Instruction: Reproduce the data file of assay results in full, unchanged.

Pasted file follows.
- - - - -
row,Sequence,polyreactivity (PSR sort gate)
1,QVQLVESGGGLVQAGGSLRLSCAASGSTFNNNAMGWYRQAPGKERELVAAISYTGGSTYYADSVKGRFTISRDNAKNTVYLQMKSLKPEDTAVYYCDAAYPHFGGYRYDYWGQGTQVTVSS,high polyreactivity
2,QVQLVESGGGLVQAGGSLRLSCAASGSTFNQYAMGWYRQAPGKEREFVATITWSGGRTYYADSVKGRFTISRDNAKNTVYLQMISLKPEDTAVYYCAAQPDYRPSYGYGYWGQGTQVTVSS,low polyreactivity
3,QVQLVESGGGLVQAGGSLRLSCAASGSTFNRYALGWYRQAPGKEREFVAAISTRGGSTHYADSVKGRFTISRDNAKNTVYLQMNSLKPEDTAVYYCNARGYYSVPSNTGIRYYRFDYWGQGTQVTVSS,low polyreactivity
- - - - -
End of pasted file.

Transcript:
row,Sequence,polyreactivity (PSR sort gate)
1,QVQLVESGGGLVQAGGSLRLSCAASGSTFNNNAMGWYRQAPGKERELVAAISYTGGSTYYADSVKGRFTISRDNAKNTVYLQMKSLKPEDTAVYYCDAAYPHFGGYRYDYWGQGTQVTVSS,high polyreactivity
2,QVQLVESGGGLVQAGGSLRLSCAASGSTFNQYAMGWYRQAPGKEREFVATITWSGGRTYYADSVKGRFTISRDNAKNTVYLQMISLKPEDTAVYYCAAQPDYRPSYGYGYWGQGTQVTVSS,low polyreactivity
3,QVQLVESGGGLVQAGGSLRLSCAASGSTFNRYALGWYRQAPGKEREFVAAISTRGGSTHYADSVKGRFTISRDNAKNTVYLQMNSLKPEDTAVYYCNARGYYSVPSNTGIRYYRFDYWGQGTQVTVSS,low polyreactivity